Which Marsh unerringly did, far and often including a return of 21 from a solitary over from Steyn that featured three sixes, the first time in the celebrated paceman’s ODI career he has suffered such an indignity.

As a result, Australia’s potentially skinny total ballooned to 282 with 70 of those coming from the last five overs, and all but six of those to a rampant Marsh.

A change of tactics when the Proteas began their run chase provided another triumph of planning.

Sharing the new-ball with recalled quick Mitchell Johnson, off-spinner Glenn Maxwell struck a sizeable blow in his first over when he lured prolific runs scorer of late Quniton de Kock into a miscued slog sweep that looped to cover.

Marsh then staked his early claim for man-of-the-match honours when Brad Haddin snared a memorable leg-side catch off Hashim Amla, and sole spinner Nathan Lyon – who was overlooked for last week’s loss to South Africa – claimed the crucial wicket of AB de Villiers.

Even the misfortunes worked in Australia’s favour.

When Lyon hobbled from the field after 20 overs, worryingly becoming increasingly inconvenienced with a lateral leg injury, his replacement Ben Cutting held a clever running catch to send JP Duminy back to the sheds with the Proteas run chase in the balance.

Faf du Plessis was the only true hope for the pre-match favourites by that stage, and the man who recorded his maiden ODI century against Australia last Wednesday showed it is now a habit when he produced a lone hand of 126.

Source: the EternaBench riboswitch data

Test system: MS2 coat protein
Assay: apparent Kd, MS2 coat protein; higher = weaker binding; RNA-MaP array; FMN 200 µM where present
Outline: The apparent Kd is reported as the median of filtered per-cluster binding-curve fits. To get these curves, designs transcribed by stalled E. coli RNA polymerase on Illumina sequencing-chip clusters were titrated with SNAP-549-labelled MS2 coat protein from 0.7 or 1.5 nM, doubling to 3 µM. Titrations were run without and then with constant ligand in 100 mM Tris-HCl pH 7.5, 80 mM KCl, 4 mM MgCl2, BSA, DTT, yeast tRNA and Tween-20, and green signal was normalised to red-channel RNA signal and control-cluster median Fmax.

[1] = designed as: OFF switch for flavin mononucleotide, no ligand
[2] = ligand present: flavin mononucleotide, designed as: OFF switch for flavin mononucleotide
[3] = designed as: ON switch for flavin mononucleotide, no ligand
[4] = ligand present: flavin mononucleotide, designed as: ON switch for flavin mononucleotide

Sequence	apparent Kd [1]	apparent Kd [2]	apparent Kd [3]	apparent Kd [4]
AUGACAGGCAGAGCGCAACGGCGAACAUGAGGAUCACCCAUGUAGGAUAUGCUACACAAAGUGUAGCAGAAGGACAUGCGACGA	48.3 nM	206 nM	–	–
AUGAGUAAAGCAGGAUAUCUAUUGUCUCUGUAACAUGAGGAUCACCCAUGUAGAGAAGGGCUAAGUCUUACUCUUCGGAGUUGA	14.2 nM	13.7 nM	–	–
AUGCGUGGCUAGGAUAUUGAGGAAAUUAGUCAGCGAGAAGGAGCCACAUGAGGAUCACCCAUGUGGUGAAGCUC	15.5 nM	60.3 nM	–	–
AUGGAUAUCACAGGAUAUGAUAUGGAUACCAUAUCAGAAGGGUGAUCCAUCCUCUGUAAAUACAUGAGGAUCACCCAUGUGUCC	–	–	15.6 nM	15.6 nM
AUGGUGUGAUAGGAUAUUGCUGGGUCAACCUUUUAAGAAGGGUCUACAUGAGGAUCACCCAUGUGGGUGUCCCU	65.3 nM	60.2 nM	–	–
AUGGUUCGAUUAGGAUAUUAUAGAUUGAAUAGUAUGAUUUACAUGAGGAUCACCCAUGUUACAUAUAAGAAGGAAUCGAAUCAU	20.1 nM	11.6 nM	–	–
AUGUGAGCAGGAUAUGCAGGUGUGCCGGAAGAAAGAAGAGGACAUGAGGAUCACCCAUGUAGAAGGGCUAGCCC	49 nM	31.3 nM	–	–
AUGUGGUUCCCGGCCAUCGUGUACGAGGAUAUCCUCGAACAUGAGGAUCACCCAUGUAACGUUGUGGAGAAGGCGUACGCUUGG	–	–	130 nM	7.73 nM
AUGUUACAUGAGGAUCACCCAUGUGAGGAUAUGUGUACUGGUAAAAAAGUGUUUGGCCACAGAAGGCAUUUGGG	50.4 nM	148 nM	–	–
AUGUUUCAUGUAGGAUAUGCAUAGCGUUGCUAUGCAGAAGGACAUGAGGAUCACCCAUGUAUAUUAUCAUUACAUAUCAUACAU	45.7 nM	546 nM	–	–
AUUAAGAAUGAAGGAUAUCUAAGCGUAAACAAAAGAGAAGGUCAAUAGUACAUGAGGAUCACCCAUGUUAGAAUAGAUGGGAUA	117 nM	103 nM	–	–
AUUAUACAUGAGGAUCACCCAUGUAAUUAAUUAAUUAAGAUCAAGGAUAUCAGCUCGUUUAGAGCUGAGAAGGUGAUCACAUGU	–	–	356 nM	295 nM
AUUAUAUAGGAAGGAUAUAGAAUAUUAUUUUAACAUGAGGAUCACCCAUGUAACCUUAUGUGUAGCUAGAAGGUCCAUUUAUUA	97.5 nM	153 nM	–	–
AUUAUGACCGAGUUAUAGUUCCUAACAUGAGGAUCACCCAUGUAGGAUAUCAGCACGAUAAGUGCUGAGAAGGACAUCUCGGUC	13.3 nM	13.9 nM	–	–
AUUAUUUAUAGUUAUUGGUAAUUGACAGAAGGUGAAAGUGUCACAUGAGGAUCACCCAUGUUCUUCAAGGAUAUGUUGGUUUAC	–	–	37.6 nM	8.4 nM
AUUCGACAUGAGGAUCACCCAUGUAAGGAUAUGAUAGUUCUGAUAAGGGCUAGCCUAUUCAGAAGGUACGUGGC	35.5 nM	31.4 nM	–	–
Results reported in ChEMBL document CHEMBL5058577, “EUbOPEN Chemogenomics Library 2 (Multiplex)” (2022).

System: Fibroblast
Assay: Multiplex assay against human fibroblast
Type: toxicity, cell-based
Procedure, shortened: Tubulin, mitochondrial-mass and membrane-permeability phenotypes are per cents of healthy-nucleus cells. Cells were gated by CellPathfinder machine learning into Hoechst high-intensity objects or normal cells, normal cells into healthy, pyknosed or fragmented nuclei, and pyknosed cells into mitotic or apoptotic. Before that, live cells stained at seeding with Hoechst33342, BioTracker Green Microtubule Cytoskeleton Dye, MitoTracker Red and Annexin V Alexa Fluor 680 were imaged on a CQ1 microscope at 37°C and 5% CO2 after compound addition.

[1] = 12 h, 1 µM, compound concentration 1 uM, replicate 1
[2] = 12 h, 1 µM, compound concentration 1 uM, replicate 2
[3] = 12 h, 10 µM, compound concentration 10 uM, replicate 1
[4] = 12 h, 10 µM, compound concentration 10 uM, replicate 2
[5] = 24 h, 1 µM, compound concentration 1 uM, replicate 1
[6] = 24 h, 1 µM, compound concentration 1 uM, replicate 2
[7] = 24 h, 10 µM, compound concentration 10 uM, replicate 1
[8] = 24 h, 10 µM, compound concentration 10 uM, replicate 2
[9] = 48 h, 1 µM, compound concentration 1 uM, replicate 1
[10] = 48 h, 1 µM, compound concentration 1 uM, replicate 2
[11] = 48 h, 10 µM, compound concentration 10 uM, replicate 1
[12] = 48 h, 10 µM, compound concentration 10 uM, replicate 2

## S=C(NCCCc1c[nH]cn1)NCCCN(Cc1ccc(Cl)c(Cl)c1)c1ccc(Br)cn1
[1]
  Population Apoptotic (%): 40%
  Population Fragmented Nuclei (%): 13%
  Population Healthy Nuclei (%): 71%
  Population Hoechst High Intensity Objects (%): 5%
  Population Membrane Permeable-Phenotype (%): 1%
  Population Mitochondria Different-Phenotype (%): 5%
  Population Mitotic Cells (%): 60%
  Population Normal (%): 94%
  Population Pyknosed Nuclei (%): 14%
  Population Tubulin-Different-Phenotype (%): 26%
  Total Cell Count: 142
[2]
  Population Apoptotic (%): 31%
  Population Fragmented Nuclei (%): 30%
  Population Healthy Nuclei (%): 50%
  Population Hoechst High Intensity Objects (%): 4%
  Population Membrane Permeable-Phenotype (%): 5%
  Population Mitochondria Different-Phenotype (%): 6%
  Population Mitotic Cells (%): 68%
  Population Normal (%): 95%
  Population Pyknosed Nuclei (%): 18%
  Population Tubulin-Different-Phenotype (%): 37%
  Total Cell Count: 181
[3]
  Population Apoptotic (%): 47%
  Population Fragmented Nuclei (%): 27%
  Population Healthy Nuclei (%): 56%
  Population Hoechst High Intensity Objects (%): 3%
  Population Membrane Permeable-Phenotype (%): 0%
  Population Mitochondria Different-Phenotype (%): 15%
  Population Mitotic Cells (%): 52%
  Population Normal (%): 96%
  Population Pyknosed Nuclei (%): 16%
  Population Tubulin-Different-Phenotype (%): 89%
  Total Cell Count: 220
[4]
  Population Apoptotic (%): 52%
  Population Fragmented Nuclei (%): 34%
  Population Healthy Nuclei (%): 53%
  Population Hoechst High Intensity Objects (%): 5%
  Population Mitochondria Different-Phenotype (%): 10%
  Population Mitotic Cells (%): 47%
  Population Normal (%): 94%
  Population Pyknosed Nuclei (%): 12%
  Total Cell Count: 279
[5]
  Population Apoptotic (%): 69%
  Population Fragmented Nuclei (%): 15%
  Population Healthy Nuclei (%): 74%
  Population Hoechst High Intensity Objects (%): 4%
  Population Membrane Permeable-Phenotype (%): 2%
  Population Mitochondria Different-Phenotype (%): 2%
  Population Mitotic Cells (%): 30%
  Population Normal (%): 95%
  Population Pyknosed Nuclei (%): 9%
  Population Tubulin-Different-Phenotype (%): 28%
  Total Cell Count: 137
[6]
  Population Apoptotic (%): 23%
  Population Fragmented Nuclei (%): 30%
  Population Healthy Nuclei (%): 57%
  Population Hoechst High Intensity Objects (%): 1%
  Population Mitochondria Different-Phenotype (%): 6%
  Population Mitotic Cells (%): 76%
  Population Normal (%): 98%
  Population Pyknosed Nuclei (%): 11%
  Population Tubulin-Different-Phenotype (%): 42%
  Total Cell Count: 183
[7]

But when the decision to bring Richardson into the team was vindicated with his timely, albeit dismissal of du Plessis who trod on his stumps attempting to tuck a ball on the on-side, it had become a day to remember for all those involved in the Australians’ planning.

All that was left was for Johnson to warm up for Saturday’s final by spreadeagling the stumps and the morale of the South African middle-order – which he successfully achieved against David Miller and Morne Morkel – and the campaign that seemed off the rails last Sunday was surely back on track.

Australia now has three days' rest, much of it which will be spent monitoring the fitness of key bowler Lyon, before they return to the scene of their great recent embarrassment to try and inflict another scar on the South Africans.

De Villiers was left to lament the lack of competition from his charges, but denied South Africa had lost their way with the ball.

"If you look at the scoreboard now, it looks like we didn't compete," said De Villiers. "Having won the toss I thought we'd be in for a competitive game which wasn't the case. 

"It felt good for the first 40 overs, the spinners pulled it back very well. Mitchell Marsh  played an amazing knock at the end and showed that once you get in on this wicket it gets a lot easier. 

"I don't think our bowlers were too bad. We've seen in the IPL and all around the world the batters getting very dangerous these days at the end, especially when they get a bit of freedom like that."

Australia XI: Aaron Finch, Phillip Hughes, Steven Smith, Glenn Maxwell, George Bailey, Mitchell Marsh, Brad Haddin (wk), Mitchell Johnson, Mitchell Starc, Kane Richardson, Nathan Lyon, Ben Cutting (12th)

South Africa XI: Quinton de Kock (wk), Hashim Amla, Faf du Plessis, AB de Villiers (c), JP Duminy, David Miller, Ryan McLaren, Dale Steyn, Morne Morkel, Aaron Phangiso, Imran Tahir, Rilee Roussow (12th)

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About the Writer

 @ARamseyCricket
@ARamseyCricket

Andrew Ramsey is the senior writer for cricket.com.au. He previously wrote for the Guardian, The Australian, The Times, The Telegraph, The Hindu and Wisden Cricketers’ Almanack and the author of The Wrong Line.